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The Latest on Waco shooting: Police defend arrests

Waco police officers walk along the perimeter of Twin Peaks restaurant during an investigation Wednesday, May 20, 2015 in Waco, Texas. A deadly weekend shootout involving rival motorcycle gangs apparently began with a parking dispute and someone running over a gang member's foot, police said Tuesday. (Rod Aydelotte/Waco Tribune Herald, via AP)

7 p.m. (CDT)

Police are defending themselves from suggestions that innocent bystanders might have been swept up in the arrests of about 170 people after a biker shootout at a Texas restaurant left nine dead.

Waco police spokesman Sgt. W. Patrick Swanton said Thursday that there were people at the Twin Peaks restaurant at the time of the Sunday shootout who weren’t arrested. In his words, “If you were innocent, or we thought you were innocent, you were one of those that did not get arrested.”

Swanton said there were “well over 200-plus” people involved in the Twin Peaks shootout and that “some of those individuals were intentionally released that day.”

Some bikers have complained that police acted too hastily in making arrests and scooped up riders who had nothing to do with the violence.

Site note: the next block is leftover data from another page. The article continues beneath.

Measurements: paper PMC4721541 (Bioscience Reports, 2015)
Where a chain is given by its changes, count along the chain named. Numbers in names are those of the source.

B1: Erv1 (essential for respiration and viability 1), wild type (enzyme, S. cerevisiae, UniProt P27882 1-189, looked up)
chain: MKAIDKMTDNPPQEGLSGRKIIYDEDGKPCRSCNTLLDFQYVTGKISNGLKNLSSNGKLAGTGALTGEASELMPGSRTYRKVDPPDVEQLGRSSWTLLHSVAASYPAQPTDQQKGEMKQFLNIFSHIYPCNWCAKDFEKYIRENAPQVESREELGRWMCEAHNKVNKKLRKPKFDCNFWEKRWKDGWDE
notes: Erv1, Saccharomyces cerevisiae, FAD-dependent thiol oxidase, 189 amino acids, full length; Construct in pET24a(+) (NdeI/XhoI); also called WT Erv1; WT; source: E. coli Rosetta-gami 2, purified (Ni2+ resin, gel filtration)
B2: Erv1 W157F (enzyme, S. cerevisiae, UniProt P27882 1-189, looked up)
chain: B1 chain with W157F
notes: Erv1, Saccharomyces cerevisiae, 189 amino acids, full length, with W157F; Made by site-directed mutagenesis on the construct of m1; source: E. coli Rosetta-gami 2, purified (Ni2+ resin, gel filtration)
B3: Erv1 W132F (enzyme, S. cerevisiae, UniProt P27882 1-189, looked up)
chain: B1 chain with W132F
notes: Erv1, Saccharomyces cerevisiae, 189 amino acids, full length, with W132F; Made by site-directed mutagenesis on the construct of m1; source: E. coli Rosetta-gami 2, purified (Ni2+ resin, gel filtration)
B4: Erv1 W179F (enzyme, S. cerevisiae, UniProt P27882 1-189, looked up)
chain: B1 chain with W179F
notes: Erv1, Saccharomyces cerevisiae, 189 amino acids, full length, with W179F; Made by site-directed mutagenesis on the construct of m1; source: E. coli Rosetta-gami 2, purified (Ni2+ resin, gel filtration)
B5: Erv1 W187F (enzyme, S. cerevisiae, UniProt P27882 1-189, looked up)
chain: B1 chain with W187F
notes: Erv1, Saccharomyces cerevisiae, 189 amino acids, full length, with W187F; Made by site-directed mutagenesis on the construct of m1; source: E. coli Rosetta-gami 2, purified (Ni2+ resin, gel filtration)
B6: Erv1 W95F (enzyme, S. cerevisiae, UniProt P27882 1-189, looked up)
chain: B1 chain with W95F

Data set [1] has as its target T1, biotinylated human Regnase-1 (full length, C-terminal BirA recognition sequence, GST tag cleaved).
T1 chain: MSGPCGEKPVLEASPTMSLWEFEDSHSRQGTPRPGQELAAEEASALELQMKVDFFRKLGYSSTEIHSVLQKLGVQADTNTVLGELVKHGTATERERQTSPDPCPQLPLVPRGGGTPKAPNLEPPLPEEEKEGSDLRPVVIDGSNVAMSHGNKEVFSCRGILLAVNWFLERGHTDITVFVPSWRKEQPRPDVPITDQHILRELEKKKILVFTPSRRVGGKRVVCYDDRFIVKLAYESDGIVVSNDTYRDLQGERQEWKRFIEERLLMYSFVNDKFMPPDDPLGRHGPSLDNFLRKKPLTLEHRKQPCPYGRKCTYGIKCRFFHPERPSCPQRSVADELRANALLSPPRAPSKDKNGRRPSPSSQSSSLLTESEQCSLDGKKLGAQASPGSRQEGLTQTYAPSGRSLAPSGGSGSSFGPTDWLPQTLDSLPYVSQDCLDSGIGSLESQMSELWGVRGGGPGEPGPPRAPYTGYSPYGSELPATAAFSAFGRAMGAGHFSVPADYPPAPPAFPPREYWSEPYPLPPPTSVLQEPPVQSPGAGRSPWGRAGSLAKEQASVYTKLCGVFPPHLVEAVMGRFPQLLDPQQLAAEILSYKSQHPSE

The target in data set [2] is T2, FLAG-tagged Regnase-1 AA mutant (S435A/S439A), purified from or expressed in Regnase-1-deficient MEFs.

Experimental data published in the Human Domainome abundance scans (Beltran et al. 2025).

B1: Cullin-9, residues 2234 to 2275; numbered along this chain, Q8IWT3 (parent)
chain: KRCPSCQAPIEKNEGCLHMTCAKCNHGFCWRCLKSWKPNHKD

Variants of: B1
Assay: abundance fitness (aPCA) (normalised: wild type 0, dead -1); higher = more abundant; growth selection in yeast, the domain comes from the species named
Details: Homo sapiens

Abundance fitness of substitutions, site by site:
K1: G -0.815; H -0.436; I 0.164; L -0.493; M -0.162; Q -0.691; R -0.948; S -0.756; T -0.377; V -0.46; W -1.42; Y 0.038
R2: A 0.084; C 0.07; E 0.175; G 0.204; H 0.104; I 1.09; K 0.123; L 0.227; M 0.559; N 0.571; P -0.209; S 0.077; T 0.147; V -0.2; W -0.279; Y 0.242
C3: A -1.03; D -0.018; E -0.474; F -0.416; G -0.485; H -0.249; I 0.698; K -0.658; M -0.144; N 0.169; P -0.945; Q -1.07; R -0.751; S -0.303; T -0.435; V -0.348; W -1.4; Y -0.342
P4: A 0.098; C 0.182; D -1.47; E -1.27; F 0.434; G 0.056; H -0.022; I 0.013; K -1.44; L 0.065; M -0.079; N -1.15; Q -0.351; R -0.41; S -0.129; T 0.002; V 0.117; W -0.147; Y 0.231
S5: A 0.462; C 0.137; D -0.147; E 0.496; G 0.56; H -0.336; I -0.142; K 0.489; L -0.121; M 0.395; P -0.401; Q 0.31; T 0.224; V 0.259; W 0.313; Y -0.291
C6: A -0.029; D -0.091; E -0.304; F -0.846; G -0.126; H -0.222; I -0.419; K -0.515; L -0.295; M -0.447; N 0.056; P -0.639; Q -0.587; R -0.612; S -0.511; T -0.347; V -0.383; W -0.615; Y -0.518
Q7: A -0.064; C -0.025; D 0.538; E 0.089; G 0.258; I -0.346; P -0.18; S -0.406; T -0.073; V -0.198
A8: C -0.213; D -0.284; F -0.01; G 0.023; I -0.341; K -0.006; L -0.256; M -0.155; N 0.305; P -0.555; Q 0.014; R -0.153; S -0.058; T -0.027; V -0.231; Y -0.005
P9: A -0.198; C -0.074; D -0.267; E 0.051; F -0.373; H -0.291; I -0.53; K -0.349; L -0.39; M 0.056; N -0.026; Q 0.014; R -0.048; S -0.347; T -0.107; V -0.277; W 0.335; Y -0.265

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6:30 p.m. (CDT)

Police are being less specific about gang affiliations of the nine people killed in a biker shootout outside a Texas restaurant.

Waco police spokesman Sgt. W. Patrick Swanton said Thursday all those killed or injured on Sunday were members of five criminal motorcycle gangs at the restaurant for a biker meeting. A day earlier he told The Associated Press that all those killed were members of the two rival gangs at the center of the violence.

Family members of one of the men killed — 65-year-old Jesus Delgado Rodriguez — dispute Swanton’s claims. They say Rodriguez was not part of a gang and did not lead a life of violence.

An Associated Press review of court records and a database maintained by the Texas Department of Public Safety found no criminal history in Texas for Rodriguez.

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4:35 p.m. (CDT)